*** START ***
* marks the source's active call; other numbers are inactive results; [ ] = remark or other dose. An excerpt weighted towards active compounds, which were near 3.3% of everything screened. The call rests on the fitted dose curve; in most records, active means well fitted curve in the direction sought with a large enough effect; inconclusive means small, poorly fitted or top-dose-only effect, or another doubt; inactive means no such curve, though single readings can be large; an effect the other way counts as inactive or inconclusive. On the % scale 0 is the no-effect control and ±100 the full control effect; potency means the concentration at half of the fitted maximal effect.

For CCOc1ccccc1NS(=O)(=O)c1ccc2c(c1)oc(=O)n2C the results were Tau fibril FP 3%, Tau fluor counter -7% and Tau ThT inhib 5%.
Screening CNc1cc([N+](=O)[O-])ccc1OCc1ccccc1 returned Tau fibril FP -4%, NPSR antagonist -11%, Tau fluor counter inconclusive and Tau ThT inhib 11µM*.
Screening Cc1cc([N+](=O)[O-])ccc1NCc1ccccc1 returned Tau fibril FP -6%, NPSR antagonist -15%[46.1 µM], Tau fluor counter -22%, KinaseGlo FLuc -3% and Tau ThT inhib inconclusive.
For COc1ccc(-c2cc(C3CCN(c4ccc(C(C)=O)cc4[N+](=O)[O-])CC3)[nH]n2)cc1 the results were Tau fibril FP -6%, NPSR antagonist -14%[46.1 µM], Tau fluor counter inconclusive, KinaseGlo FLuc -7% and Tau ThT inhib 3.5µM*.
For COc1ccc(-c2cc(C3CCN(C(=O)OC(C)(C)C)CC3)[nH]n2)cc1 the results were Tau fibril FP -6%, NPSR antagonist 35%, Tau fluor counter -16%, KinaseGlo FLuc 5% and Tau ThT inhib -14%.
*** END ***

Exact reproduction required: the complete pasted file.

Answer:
* marks the source's active call; other numbers are inactive results; [ ] = remark or other dose. An excerpt weighted towards active compounds, which were near 3.3% of everything screened. The call rests on the fitted dose curve; in most records, active means well fitted curve in the direction sought with a large enough effect; inconclusive means small, poorly fitted or top-dose-only effect, or another doubt; inactive means no such curve, though single readings can be large; an effect the other way counts as inactive or inconclusive. On the % scale 0 is the no-effect control and ±100 the full control effect; potency means the concentration at half of the fitted maximal effect.

For CCOc1ccccc1NS(=O)(=O)c1ccc2c(c1)oc(=O)n2C the results were Tau fibril FP 3%, Tau fluor counter -7% and Tau ThT inhib 5%.
Screening CNc1cc([N+](=O)[O-])ccc1OCc1ccccc1 returned Tau fibril FP -4%, NPSR antagonist -11%, Tau fluor counter inconclusive and Tau ThT inhib 11µM*.
Screening Cc1cc([N+](=O)[O-])ccc1NCc1ccccc1 returned Tau fibril FP -6%, NPSR antagonist -15%[46.1 µM], Tau fluor counter -22%, KinaseGlo FLuc -3% and Tau ThT inhib inconclusive.
For COc1ccc(-c2cc(C3CCN(c4ccc(C(C)=O)cc4[N+](=O)[O-])CC3)[nH]n2)cc1 the results were Tau fibril FP -6%, NPSR antagonist -14%[46.1 µM], Tau fluor counter inconclusive, KinaseGlo FLuc -7% and Tau ThT inhib 3.5µM*.
For COc1ccc(-c2cc(C3CCN(C(=O)OC(C)(C)C)CC3)[nH]n2)cc1 the results were Tau fibril FP -6%, NPSR antagonist 35%, Tau fluor counter -16%, KinaseGlo FLuc 5% and Tau ThT inhib -14%.